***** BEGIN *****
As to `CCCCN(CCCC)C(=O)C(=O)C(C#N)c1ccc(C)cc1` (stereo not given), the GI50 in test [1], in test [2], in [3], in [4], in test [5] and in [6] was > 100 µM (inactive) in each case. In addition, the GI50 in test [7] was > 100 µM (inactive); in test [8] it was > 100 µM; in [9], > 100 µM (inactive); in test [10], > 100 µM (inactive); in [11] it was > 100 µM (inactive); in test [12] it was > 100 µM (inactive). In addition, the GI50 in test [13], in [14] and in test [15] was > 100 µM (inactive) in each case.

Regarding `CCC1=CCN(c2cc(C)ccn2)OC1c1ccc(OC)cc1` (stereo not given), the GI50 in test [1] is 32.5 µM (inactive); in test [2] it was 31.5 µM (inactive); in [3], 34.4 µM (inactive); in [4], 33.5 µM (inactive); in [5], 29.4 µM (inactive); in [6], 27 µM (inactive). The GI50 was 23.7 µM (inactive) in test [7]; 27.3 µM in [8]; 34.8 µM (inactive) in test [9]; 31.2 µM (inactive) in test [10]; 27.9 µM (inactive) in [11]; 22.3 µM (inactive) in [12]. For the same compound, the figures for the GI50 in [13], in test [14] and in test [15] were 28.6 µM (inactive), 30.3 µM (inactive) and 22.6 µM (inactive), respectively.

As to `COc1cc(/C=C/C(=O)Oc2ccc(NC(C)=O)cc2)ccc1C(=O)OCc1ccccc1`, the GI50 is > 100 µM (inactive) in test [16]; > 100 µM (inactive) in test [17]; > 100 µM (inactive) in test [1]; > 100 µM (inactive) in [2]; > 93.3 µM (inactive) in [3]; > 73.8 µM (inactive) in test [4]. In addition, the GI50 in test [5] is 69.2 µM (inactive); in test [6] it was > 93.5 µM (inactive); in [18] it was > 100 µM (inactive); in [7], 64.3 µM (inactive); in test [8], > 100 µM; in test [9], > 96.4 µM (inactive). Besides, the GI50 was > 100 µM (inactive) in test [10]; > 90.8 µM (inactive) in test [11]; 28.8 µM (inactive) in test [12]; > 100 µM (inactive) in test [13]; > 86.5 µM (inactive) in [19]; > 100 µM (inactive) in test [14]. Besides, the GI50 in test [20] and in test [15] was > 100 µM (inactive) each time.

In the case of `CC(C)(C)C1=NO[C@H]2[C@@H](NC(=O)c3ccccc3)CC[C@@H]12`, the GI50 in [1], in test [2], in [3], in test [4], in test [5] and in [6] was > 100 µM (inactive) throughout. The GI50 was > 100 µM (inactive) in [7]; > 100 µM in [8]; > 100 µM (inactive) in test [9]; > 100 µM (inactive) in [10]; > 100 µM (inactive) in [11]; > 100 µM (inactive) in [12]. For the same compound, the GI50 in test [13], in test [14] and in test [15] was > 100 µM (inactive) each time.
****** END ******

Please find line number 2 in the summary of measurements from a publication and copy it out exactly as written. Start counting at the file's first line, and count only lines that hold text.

Regarding `CCC1=CCN(c2cc(C)ccn2)OC1c1ccc(OC)cc1` (stereo not given), the GI50 in test [1] is 32.5 µM (inactive); in test [2] it was 31.5 µM (inactive); in [3], 34.4 µM (inactive); in [4], 33.5 µM (inactive); in [5], 29.4 µM (inactive); in [6], 27 µM (inactive). The GI50 was 23.7 µM (inactive) in test [7]; 27.3 µM in [8]; 34.8 µM (inactive) in test [9]; 31.2 µM (inactive) in test [10]; 27.9 µM (inactive) in [11]; 22.3 µM (inactive) in [12]. For the same compound, the figures for the GI50 in [13], in test [14] and in test [15] were 28.6 µM (inactive), 30.3 µM (inactive) and 22.6 µM (inactive), respectively.